11 for 11

Looking back at an unexpectedly good year

11 for 11

2011 was the most interesting year yet in Geezerville. Actually that surprises me. When the year began, I would have never predicted some of the things that happened locally, nor some of the artists I’d get to interview, some of the shows I’d witness, and the online ruckus I instigated.

It began New Year’s Eve at La Zona Rosa, with my two favorite local acts sharing a bill: Black Joe Lewis & the Honeybears and Grupo Fantasma. The mega horn section they formed when both bands joined up for Lewis’ “Sugarfoot” brought the first big grin of 2011. Grupo’s Spanglish version of Talking Heads’ “Burning Down The House” brought the second.

At BookPeople, towards the end of January, Rodney Crowell read from his wonderful memoir Chinaberry Sidewalks. Wearing a pork pie hat, he delighted an overflow crowd by alternating stories of his youth in Houston in the 1950s with tunes both old and new.

March brought South by Southwest, this year bigger than ever, but not necessarily better. I moderated the “I’m Not Old, Your Music Does Suck” panel, which caused quite a bit of noise online when its premise was published in the Chronicle. Despite the uproar, or maybe because of it, the panel was well attended and no punches were thrown. For the record, I never once said “everything sucks.”

The next big commotion came from an unexpected source, a solo Jackson Browne concert at the Moody Theater. I’m still not sure if it was the expectations of the crowd or if Browne invited the audience to holler requests at him, but the whole experience was unsettling. I’m pretty sure the drunk near me screaming “The Pretender” the whole night (as if that wasn’t on the set list) had a heart attack and nearly fell off the balcony when Jackson got to it.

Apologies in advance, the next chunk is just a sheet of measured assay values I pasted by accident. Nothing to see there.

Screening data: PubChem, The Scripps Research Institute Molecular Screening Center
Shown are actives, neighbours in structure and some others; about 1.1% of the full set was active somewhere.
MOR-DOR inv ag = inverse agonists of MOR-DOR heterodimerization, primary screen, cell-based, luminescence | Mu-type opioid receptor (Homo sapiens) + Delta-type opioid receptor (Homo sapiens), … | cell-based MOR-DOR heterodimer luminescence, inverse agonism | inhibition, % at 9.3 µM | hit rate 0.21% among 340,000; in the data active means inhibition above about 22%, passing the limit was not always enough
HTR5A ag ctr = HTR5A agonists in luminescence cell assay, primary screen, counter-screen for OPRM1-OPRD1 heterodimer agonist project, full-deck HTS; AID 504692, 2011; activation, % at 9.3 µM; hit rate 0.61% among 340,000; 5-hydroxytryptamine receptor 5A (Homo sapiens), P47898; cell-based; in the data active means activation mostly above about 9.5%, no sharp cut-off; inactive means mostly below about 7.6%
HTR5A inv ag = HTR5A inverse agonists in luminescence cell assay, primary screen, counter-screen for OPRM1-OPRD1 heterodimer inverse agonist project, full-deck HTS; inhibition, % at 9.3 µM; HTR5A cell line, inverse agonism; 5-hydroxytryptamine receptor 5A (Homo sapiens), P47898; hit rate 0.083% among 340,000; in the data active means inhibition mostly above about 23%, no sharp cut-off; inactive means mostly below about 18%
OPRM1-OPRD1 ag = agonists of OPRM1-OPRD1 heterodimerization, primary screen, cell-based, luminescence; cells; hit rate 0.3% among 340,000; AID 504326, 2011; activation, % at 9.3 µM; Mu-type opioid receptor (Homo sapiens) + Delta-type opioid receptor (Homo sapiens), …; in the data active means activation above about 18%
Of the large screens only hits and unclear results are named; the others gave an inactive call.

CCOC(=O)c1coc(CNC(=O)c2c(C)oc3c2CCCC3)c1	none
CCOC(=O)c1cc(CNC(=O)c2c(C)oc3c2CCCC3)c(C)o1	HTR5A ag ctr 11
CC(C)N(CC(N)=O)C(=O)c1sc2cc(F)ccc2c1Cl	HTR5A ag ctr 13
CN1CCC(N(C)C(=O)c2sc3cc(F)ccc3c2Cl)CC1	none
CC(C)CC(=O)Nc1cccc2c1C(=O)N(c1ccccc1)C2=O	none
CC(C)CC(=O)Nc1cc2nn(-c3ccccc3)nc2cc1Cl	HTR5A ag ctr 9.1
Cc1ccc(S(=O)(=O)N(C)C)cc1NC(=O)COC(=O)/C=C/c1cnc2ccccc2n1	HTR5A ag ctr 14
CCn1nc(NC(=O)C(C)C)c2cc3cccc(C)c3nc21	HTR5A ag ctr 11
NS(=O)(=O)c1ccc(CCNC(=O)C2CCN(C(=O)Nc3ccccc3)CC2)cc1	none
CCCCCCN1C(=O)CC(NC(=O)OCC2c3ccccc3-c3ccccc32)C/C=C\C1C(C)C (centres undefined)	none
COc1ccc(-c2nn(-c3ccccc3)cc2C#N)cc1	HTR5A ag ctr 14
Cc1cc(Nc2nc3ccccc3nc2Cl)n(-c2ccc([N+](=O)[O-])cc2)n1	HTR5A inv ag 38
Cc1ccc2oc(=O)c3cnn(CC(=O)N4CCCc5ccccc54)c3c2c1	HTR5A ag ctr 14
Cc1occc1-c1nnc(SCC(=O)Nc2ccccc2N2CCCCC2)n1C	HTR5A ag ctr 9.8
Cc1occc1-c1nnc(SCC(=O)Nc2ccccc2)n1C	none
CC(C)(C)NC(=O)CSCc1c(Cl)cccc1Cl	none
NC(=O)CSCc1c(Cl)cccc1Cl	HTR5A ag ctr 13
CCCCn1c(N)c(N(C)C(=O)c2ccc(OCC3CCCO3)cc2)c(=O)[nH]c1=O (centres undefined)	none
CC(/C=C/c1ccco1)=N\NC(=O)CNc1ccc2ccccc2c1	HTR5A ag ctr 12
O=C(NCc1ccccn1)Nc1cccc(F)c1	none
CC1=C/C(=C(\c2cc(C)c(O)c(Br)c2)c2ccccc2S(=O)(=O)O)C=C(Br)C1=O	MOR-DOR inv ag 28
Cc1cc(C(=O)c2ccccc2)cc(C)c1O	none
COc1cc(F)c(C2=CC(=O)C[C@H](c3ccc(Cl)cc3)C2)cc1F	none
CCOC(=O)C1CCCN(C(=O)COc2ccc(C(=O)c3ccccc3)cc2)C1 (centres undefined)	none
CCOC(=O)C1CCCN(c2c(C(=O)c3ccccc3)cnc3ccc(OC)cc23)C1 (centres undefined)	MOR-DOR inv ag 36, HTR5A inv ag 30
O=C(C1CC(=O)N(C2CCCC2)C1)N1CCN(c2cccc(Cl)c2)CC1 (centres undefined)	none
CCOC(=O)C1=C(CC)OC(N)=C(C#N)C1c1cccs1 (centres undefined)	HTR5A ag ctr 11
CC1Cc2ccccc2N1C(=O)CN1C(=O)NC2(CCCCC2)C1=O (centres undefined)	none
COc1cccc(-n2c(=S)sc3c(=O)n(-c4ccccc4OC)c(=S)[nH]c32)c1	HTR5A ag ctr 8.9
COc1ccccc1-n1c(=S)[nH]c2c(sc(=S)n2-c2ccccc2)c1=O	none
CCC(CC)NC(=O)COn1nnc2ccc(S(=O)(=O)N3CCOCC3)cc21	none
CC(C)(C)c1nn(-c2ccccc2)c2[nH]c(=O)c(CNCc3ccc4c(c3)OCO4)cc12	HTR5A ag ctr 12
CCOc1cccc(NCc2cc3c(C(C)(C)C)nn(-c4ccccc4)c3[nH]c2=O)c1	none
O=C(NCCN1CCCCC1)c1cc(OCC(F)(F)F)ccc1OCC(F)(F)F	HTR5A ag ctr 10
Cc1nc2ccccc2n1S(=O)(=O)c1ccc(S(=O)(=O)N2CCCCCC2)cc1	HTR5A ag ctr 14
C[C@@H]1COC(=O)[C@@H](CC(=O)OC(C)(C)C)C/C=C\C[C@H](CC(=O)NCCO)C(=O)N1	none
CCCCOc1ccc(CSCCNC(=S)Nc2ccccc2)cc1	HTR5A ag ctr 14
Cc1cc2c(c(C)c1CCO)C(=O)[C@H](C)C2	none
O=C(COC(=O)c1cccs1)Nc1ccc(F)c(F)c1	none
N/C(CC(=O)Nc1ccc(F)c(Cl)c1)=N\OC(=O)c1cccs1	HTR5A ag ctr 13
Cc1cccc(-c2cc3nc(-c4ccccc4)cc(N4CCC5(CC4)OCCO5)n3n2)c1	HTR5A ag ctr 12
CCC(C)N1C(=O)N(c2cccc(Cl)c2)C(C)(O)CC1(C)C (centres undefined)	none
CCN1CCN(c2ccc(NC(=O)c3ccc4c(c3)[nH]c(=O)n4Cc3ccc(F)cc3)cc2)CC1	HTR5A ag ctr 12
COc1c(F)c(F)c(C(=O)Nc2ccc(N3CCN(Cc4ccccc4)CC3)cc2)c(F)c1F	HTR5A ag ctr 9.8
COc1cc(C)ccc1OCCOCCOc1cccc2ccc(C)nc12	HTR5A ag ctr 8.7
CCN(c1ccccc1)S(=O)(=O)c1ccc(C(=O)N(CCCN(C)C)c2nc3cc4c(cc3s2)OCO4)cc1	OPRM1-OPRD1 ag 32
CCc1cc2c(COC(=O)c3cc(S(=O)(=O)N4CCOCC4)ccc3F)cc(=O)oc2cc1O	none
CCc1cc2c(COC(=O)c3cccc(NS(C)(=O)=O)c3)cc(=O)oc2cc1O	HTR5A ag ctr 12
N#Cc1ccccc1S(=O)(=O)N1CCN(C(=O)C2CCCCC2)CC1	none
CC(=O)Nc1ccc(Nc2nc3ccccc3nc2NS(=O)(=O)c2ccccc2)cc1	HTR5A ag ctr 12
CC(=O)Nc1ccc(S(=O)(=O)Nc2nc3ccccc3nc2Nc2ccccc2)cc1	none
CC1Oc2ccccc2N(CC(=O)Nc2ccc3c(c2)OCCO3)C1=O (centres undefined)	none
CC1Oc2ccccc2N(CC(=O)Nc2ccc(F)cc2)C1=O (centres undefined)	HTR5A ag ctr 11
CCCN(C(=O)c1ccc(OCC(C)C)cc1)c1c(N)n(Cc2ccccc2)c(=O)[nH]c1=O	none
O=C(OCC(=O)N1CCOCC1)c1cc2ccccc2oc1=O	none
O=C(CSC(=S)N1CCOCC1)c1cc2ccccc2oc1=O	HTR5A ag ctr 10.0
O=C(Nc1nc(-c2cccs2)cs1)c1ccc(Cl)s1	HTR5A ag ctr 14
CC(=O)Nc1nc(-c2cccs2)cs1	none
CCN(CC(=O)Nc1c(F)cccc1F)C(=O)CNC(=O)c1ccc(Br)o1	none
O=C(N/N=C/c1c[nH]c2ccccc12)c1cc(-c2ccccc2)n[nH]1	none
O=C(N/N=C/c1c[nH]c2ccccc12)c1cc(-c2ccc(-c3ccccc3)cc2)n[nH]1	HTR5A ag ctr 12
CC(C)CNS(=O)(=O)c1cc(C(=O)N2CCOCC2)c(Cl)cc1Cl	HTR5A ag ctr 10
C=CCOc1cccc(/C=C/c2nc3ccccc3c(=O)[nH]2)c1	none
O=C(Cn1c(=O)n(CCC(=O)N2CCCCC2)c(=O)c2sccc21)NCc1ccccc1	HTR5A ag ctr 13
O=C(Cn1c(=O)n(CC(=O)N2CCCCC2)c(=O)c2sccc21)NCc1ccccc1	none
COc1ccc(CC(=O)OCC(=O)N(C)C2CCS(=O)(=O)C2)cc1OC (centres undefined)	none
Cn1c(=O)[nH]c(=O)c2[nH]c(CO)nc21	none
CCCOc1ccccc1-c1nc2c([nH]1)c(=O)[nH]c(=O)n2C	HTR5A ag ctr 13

I spoke to a number of musical heroes this year. Mark Lindsay talked about which band was the first to record proto-rocker “Louie Louie,” his band Paul Revere & the Raiders, or the Kingsman. Before his appearance at the Austin City Limits Music Festival, Oscar-, Emmy-, and Grammy-winning songwriter Randy Newman turned the tables and began questioning me. Then I only had 15 minutes with Nick Lowe, who, looking for packing tips, asked about the weather before laying down some succinct tidbits about songwriting.

Locally, swingers the Belleville Outfit played their final show at Momo’s in March, spurred by fiddle player Phoebe Hunt’s decision to perform with Cowboy & Indian, Ben Sollee, and do more on her own. The now unclassifiable Sarah Jarosz wowed a sold-out One World Theatre with songs from her intriguing second disc, Follow Me Down. And late in the year, singer-songwriter Graham Weber celebrated the release of his career best disc Women at the Hyde Park Theater with an all-star band that included Bonnie Whitmore and Leatherbag.

Finally, the top story of my 2011 came from Conrad Choucroun, currently the drummer for NRBQ – my fave band when I lived in the Northeast many years ago. The Q made their first Austin appearance in nearly 20 years in October and Choucroun related how his joining the band was foreseen in 1994 by then drummer Tom Ardolino.

Like I said, it’s been a great year. Let’s hope 2012 is half as interesting. Happy New Year.

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KEYWORDS FOR THIS POST

2011 music wrap, Black Joe Lewis & the Honeybears, Grupo Fantasma, Rodney Crowell, Jackson Browne, Mark Lindsay, Paul Revere & the Raiders, Randy Newman, Nick Lowe, Belleville Outfit, Sarah Jarosz, Graham Weber, NRBQ

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